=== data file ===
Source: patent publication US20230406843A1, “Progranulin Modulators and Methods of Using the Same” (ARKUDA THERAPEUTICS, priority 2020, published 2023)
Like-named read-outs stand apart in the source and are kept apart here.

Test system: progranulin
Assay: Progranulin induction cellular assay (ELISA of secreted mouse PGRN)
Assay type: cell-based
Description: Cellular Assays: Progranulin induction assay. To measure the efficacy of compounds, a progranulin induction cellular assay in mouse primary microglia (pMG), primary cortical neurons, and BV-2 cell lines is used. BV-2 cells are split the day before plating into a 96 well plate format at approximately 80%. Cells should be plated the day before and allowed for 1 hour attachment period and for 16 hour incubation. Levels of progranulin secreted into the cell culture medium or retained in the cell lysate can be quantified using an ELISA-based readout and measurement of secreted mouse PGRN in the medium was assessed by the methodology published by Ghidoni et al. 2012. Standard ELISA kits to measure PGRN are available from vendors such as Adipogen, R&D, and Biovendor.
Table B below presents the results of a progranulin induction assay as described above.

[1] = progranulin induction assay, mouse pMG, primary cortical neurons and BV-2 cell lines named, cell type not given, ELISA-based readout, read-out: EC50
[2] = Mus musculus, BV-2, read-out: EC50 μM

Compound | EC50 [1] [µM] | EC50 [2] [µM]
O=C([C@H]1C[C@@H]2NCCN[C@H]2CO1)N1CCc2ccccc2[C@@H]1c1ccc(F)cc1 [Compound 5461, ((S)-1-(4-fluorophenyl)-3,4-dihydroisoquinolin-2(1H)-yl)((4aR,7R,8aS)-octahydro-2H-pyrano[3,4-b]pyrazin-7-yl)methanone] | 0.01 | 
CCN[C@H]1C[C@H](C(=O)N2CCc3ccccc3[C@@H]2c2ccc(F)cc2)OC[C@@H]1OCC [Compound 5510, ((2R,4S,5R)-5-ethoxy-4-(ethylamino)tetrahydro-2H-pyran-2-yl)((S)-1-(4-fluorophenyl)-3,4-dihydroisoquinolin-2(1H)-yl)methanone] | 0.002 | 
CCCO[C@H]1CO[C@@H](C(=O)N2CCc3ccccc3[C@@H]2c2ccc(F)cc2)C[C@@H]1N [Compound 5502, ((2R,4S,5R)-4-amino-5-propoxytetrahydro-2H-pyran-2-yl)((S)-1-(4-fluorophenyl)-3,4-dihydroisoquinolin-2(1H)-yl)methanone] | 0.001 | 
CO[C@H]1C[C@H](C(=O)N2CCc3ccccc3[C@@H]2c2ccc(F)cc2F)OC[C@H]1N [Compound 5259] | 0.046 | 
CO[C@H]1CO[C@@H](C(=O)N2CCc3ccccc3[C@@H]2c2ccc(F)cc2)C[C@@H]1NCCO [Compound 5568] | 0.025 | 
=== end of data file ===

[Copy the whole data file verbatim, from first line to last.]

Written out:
Source: patent publication US20230406843A1, “Progranulin Modulators and Methods of Using the Same” (ARKUDA THERAPEUTICS, priority 2020, published 2023)
Like-named read-outs stand apart in the source and are kept apart here.

Test system: progranulin
Assay: Progranulin induction cellular assay (ELISA of secreted mouse PGRN)
Assay type: cell-based
Description: Cellular Assays: Progranulin induction assay. To measure the efficacy of compounds, a progranulin induction cellular assay in mouse primary microglia (pMG), primary cortical neurons, and BV-2 cell lines is used. BV-2 cells are split the day before plating into a 96 well plate format at approximately 80%. Cells should be plated the day before and allowed for 1 hour attachment period and for 16 hour incubation. Levels of progranulin secreted into the cell culture medium or retained in the cell lysate can be quantified using an ELISA-based readout and measurement of secreted mouse PGRN in the medium was assessed by the methodology published by Ghidoni et al. 2012. Standard ELISA kits to measure PGRN are available from vendors such as Adipogen, R&D, and Biovendor.
Table B below presents the results of a progranulin induction assay as described above.

[1] = progranulin induction assay, mouse pMG, primary cortical neurons and BV-2 cell lines named, cell type not given, ELISA-based readout, read-out: EC50
[2] = Mus musculus, BV-2, read-out: EC50 μM

Compound | EC50 [1] [µM] | EC50 [2] [µM]
O=C([C@H]1C[C@@H]2NCCN[C@H]2CO1)N1CCc2ccccc2[C@@H]1c1ccc(F)cc1 [Compound 5461, ((S)-1-(4-fluorophenyl)-3,4-dihydroisoquinolin-2(1H)-yl)((4aR,7R,8aS)-octahydro-2H-pyrano[3,4-b]pyrazin-7-yl)methanone] | 0.01 | 
CCN[C@H]1C[C@H](C(=O)N2CCc3ccccc3[C@@H]2c2ccc(F)cc2)OC[C@@H]1OCC [Compound 5510, ((2R,4S,5R)-5-ethoxy-4-(ethylamino)tetrahydro-2H-pyran-2-yl)((S)-1-(4-fluorophenyl)-3,4-dihydroisoquinolin-2(1H)-yl)methanone] | 0.002 | 
CCCO[C@H]1CO[C@@H](C(=O)N2CCc3ccccc3[C@@H]2c2ccc(F)cc2)C[C@@H]1N [Compound 5502, ((2R,4S,5R)-4-amino-5-propoxytetrahydro-2H-pyran-2-yl)((S)-1-(4-fluorophenyl)-3,4-dihydroisoquinolin-2(1H)-yl)methanone] | 0.001 | 
CO[C@H]1C[C@H](C(=O)N2CCc3ccccc3[C@@H]2c2ccc(F)cc2F)OC[C@H]1N [Compound 5259] | 0.046 | 
CO[C@H]1CO[C@@H](C(=O)N2CCc3ccccc3[C@@H]2c2ccc(F)cc2)C[C@@H]1NCCO [Compound 5568] | 0.025 | 